As marketing departments become more governed and led by an increasing array of performance metrics, user statistics, and engagement figures, brands need clear and immediate return on investment to justify this outlay.
Some recent findings into the use and management of customer data shows that UK organisations estimate poor quality customer data is costing them an average of 6% of their annual revenues. That’s an alarming and preventable loss however you present the numbers. A perception that resolving data quality issues is a one-time fix – as opposed to being a constant challenge is partially to blame.
Very few marketers would disagree that data quality has the highest impact on campaign response and conversion rates, yet conversely nearly all those firms canvassed (91.4%) say they are still plagued with data-quality issues. The disconnect is evident and clearly points to a lack of knowledge or an underlying concern of data-cleansing, both of which are needless barriers to growth.
The inherent trust in metrics and numbers at the end of a campaign seem to be a contradiction to a lack of faith in the numbers at the beginning, it seems to make no sense. So what’s going on?
With the impending EU General Data Protection Regulation (GDPR) and general re-permissioning requirements becoming statute in May 2018, and an alarming 58% of marketing professionals report having concerns over the compliance of their in-house customer data.
Many brands have been avoiding are less reliant on using 3rd-party data because they don’t have the sufficient trust that it will comply with the new, tougher data-permissioning standards. These new guidelines mean that unless organisations act now to improve their data quality, they will face a shortfall in usable, permissioned customer information. With such a shuttered view of the state of their data, it’s clear that marketers must make big changes to improve customer data quality and get ready for new landscape.
Compliant data agencies like TDP Marketing, have become advisors and consultants over the last few years and our role has changed with market demand and legislation. We speak to hundreds of brands every week who want guidance and advice on the existing data sets that companies already hold, advice on how they leverage growth, cleansing and management of marketing in-house lists. Obviously customer profile matching is a huge part of our operations and a real growth area too.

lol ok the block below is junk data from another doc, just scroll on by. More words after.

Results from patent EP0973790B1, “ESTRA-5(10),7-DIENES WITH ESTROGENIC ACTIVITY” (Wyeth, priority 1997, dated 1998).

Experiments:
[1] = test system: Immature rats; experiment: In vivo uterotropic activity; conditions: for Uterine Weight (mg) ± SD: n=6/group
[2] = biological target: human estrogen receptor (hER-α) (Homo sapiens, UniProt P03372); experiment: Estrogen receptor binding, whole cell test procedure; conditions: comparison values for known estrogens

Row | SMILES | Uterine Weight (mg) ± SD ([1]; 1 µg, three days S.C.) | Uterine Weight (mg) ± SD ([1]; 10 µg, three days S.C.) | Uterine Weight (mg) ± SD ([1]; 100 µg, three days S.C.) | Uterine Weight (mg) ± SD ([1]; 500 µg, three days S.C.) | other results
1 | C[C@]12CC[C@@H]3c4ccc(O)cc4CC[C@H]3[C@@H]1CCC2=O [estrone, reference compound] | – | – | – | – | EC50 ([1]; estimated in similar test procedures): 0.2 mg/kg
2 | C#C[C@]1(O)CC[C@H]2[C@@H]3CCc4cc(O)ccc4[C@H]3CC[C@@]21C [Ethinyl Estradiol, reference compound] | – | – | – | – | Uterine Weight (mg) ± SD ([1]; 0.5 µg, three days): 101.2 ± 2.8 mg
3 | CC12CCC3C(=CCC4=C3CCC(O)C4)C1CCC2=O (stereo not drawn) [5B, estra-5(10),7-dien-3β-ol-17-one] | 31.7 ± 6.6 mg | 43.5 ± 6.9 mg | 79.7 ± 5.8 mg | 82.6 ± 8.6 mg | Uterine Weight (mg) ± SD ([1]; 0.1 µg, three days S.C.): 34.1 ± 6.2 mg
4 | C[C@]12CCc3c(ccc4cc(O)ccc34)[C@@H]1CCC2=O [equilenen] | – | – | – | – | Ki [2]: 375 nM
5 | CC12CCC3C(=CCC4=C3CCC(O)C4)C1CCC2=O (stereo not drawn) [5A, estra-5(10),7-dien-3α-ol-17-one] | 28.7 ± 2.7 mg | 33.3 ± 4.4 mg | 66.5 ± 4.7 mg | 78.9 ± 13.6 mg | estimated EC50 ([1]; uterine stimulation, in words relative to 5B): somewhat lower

Digital marketing still leads the field in data capture, with website captured data and mobile web offering daily influxes of new customer information. This obviously is the preferred inbound method of customer attraction, but it’s tricky en-mass, and expensive if using paid search channels.
Transactional data collection is also on the up in terms of volume, whether the user has opted for speed checkout and sharing permissions are obvious and transparent, consumers mind less as they know the accounts given are less precious or less prized than a prime email address. Two-thirds of marketers capture data from direct sales, up from just over half (55%) last year. Both sources provide data that either comes with first-party consent (direct sales) or can be leveraged to gain it (from websites).
With so many active data sources, responsibility for data management is often shared across multiple functions without consistent data collection processes. While marketing leads in setting data strategy and collection for most companies, CRM functions, customer service, sales and e-commerce often collect customer data as well.
Data’s evolved, it’s not just for marketing department’s, not the preserve of IT manager’s, it’s a whole company responsibility and improving customer data quality starts at the top of an organisation. Data fuels growth, provides the numbers, guarantees income and return, it provides stability and is the new premium and with the hard fact being that only 65% of organisations cleanse their customer data once a year, or have no processes in place at all – promotes our cause for better data management and closer attention to the numbers.